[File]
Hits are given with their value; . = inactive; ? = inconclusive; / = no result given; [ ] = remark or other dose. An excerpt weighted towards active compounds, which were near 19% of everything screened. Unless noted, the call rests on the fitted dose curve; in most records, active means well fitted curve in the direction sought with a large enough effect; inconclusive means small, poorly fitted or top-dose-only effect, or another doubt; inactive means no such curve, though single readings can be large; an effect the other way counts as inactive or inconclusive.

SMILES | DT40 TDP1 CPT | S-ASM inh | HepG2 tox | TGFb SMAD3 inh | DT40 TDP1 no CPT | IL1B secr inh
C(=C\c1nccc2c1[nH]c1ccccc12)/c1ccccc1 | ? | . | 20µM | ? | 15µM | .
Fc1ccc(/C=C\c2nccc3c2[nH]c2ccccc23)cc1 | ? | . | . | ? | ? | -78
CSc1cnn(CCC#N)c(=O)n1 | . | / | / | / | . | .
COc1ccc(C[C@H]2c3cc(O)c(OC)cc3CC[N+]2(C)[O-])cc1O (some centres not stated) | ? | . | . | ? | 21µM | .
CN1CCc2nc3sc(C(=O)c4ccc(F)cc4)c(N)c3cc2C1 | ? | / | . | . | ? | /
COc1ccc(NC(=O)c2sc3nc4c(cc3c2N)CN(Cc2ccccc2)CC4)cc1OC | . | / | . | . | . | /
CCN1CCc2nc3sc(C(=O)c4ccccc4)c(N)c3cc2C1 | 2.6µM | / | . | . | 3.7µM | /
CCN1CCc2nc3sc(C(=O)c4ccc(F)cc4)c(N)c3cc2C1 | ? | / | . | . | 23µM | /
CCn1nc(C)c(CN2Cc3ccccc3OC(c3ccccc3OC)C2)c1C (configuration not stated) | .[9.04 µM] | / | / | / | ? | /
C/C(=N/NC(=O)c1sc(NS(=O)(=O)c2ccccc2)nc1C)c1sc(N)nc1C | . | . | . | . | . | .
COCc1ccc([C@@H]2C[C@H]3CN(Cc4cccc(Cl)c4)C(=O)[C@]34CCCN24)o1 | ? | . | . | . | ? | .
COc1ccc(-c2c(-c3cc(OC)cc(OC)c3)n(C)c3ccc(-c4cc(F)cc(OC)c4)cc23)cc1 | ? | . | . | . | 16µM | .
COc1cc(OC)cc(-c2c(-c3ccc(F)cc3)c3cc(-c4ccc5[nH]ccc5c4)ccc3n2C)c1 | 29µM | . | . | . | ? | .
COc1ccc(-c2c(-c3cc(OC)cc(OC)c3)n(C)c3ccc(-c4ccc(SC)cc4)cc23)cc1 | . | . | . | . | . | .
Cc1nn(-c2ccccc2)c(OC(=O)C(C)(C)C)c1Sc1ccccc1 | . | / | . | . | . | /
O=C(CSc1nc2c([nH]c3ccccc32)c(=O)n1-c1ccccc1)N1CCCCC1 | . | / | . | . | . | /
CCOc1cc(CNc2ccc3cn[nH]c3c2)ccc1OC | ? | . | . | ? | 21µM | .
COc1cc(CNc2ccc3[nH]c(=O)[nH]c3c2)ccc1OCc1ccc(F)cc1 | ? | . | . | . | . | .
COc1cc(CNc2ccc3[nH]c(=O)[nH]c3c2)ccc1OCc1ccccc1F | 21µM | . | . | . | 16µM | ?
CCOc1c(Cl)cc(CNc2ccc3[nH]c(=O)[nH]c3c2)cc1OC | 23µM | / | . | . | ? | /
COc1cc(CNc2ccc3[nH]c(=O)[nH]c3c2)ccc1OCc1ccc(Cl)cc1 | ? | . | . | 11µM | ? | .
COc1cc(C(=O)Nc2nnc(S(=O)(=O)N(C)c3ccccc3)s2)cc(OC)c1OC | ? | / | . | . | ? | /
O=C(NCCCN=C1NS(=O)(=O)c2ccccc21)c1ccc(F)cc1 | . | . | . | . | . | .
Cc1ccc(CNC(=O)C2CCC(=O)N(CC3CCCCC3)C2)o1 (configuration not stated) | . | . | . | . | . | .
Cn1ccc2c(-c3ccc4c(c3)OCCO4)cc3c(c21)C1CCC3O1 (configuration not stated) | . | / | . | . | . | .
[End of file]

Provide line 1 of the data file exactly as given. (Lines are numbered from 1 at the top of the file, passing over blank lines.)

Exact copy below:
Hits are given with their value; . = inactive; ? = inconclusive; / = no result given; [ ] = remark or other dose. An excerpt weighted towards active compounds, which were near 19% of everything screened. Unless noted, the call rests on the fitted dose curve; in most records, active means well fitted curve in the direction sought with a large enough effect; inconclusive means small, poorly fitted or top-dose-only effect, or another doubt; inactive means no such curve, though single readings can be large; an effect the other way counts as inactive or inconclusive.